11. Liesenfeld, Roman & Jung, Robert C., 1997. "Stochastic volatility models: Conditional normality versus heavy tailed distributions," Tübinger Diskussionsbeiträge 103, University of Tübingen, School of Business and Economics.
  12. Jacquier, Eric & Polson, Nicholas G & Rossi, Peter E, 1994. "Bayesian Analysis of Stochastic Volatility Models," Journal of Business & Economic Statistics, American Statistical Association, vol. 12(4), pages 371-89, October.
  13. Christian M. Hafner & Helmut Herwartz, 2000. "Testing for linear autoregressive dynamics under heteroskedasticity," Econometrics Journal, Royal Economic Society, vol. 3(2), pages 177-197.
  14. Bai, Xuezheng & Russell, Jeffrey R. & Tiao, George C., 2003. "Kurtosis of GARCH and stochastic volatility models with non-normal innovations," Journal of Econometrics, Elsevier, vol. 114(2), pages 349-360, June.
  15. Nelson, Daniel B, 1991. "Conditional Heteroskedasticity in Asset Returns: A New Approach," Econometrica, Econometric Society, vol. 59(2), pages 347-70, March.
  16. Jondeau, Eric & Rockinger, Michael, 2003. "Conditional volatility, skewness, and kurtosis: existence, persistence, and comovements," Journal of Economic Dynamics and Control, Elsevier, vol. 27(10), pages 1699-1737, August.
  17. Geoffrey F. Loudon & Wing H. Watt & Pradeep K. Yadav, 2000. "An empirical analysis of alternative parametric ARCH models," Journal of Applied Econometrics, John Wiley & Sons, Ltd., vol. 15(2), pages 117-136.
  18. Sandmann, Gleb & Koopman, Siem Jan, 1998. "Estimation of stochastic volatility models via Monte Carlo maximum likelihood," Journal of Econometrics, Elsevier, vol. 87(2), pages 271-301, September.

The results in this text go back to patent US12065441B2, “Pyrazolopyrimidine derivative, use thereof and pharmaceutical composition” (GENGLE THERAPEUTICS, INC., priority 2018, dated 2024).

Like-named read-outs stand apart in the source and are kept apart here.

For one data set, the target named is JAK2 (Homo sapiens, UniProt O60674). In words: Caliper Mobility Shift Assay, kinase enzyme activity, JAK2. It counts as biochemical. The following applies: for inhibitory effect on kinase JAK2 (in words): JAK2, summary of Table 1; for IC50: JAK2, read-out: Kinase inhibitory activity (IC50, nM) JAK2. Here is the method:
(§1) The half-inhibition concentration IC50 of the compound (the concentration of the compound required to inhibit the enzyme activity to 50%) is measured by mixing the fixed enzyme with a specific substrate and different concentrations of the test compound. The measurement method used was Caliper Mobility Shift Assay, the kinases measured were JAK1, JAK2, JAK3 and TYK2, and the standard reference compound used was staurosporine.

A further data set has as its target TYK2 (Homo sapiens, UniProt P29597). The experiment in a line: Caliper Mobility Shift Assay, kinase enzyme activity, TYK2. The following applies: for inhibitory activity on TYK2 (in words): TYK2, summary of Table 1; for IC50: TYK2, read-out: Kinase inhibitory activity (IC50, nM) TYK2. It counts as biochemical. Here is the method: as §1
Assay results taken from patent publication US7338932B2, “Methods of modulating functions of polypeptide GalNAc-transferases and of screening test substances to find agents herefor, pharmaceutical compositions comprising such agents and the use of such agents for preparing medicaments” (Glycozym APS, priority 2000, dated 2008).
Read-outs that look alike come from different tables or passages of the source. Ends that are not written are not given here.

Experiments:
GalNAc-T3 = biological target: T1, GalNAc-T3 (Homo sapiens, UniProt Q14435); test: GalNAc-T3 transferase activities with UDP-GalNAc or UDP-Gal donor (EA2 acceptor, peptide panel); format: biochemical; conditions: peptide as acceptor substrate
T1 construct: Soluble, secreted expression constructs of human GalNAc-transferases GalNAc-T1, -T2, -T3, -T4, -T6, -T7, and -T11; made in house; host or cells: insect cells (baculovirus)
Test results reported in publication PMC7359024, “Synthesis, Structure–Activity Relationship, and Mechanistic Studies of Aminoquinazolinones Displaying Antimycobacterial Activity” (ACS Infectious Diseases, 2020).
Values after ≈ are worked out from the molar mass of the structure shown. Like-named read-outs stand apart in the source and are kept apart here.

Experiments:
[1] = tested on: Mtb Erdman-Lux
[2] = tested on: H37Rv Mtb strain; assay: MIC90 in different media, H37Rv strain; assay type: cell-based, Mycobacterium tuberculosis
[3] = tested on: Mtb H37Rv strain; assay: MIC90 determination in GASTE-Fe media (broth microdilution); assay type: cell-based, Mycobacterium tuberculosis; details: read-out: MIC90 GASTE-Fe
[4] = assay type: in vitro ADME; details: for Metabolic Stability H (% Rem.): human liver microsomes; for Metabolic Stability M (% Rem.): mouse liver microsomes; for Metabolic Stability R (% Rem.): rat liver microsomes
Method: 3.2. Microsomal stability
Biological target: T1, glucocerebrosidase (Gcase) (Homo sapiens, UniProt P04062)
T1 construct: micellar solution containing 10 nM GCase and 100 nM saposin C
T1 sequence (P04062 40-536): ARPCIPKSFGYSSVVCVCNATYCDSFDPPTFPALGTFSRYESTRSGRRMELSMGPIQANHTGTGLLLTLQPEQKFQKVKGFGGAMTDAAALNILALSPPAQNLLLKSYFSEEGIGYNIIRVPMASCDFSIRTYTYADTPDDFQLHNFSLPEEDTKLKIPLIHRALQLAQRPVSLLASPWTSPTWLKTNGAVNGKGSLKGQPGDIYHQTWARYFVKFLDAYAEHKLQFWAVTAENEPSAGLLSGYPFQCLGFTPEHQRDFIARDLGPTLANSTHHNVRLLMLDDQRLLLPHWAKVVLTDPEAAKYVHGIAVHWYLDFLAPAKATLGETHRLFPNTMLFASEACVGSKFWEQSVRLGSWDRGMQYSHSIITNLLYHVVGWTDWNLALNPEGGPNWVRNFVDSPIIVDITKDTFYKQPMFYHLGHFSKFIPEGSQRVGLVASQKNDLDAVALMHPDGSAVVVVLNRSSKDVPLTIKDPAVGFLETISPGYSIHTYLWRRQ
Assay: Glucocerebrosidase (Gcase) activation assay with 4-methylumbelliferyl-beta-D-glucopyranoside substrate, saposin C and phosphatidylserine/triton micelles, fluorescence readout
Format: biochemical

19. Jacquier, Eric & Polson, Nicholas G & Rossi, Peter E, 1994. "Bayesian Analysis of Stochastic Volatility Models: Comments: Reply," Journal of Business & Economic Statistics, American Statistical Association, vol. 12(4), pages 413-17, October.
  20. Duan, Jin-Chuan, 1997. "Augmented GARCH (p,q) process and its diffusion limit," Journal of Econometrics, Elsevier, vol. 79(1), pages 97-127, July.
  21. Harvey, Andrew C & Shephard, Neil, 1996. "Estimation of an Asymmetric Stochastic Volatility Model for Asset Returns," Journal of Business & Economic Statistics, American Statistical Association, vol. 14(4), pages 429-34, October.
Full references (including those not matched with items on IDEAS)

This item is not listed on Wikipedia, on a reading list or among the top items on IDEAS.

When requesting a correction, please mention this item's handle: RePEc:oup:jfinec:v:2:y:2004:i:2:p:319-342. See general information about how to correct material in RePEc.

For technical questions regarding this item, or to correct its authors, title, abstract, bibliographic or download information, contact: (Oxford University Press)

or (Christopher F. Baum)

If you have authored this item and are not yet registered with RePEc, we encourage you to do it here. This allows to link your profile to this item. It also allows you to accept potential citations to this item that we are uncertain about.

If references are entirely missing, you can add them using this form.

If the full references list an item that is present in RePEc, but the system did not link to it, you can help with this form.

If you know of missing items citing this one, you can help us creating those links by adding the relevant references in the same way as above, for each refering item. If you are a registered author of this item, you may also want to check the "citations" tab in your profile, as there may be some citations waiting for confirmation.

Please note that corrections may take a couple of weeks to filter through the various RePEc services.

This information is provided to you by IDEAS at the Research Division of the Federal Reserve Bank of St. Louis using RePEc data.